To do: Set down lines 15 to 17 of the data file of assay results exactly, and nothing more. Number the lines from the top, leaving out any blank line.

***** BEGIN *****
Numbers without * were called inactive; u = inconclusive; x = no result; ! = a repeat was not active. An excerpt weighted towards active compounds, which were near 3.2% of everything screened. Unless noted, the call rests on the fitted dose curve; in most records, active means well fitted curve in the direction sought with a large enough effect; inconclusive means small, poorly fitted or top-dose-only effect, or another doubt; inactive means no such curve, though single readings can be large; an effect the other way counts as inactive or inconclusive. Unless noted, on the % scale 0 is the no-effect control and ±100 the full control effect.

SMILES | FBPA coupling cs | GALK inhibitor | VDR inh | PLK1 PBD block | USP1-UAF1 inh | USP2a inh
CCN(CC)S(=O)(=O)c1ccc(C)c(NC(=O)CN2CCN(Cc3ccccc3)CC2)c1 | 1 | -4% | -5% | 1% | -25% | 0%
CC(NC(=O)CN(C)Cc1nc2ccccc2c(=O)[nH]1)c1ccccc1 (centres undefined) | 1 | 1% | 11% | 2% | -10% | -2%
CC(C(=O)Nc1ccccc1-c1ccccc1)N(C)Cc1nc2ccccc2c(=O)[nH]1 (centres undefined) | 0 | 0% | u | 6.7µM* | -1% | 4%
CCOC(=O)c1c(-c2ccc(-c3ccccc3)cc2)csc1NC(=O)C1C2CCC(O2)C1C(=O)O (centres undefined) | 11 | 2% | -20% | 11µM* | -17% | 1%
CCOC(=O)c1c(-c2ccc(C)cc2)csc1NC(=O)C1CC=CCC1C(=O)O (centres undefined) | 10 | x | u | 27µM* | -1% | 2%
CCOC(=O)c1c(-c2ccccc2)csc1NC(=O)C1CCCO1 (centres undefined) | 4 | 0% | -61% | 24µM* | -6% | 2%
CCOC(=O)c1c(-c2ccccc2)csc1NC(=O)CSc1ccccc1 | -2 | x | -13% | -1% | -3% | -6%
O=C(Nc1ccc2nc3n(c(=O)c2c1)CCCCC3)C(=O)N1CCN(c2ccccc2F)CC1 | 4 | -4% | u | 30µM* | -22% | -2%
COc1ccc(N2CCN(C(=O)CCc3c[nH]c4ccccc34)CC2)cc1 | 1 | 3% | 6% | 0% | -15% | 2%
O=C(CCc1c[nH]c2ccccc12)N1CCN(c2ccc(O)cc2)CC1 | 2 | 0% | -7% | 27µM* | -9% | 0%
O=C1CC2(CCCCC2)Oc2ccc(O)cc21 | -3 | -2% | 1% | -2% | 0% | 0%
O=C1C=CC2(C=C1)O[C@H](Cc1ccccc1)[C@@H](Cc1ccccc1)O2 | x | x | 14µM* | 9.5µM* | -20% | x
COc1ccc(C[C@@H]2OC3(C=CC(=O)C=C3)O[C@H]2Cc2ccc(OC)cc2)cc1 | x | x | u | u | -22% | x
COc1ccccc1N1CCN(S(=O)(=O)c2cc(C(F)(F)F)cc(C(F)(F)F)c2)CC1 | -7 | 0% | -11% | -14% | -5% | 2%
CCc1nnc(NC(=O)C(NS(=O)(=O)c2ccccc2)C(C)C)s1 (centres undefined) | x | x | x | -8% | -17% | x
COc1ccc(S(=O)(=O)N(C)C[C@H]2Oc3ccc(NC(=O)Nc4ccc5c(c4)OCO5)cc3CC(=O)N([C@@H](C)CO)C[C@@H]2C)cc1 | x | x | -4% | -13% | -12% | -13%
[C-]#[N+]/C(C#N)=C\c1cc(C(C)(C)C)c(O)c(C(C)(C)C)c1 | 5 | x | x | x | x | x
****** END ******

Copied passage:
COc1ccc(C[C@@H]2OC3(C=CC(=O)C=C3)O[C@H]2Cc2ccc(OC)cc2)cc1 | x | x | u | u | -22% | x
COc1ccccc1N1CCN(S(=O)(=O)c2cc(C(F)(F)F)cc(C(F)(F)F)c2)CC1 | -7 | 0% | -11% | -14% | -5% | 2%
CCc1nnc(NC(=O)C(NS(=O)(=O)c2ccccc2)C(C)C)s1 (centres undefined) | x | x | x | -8% | -17% | x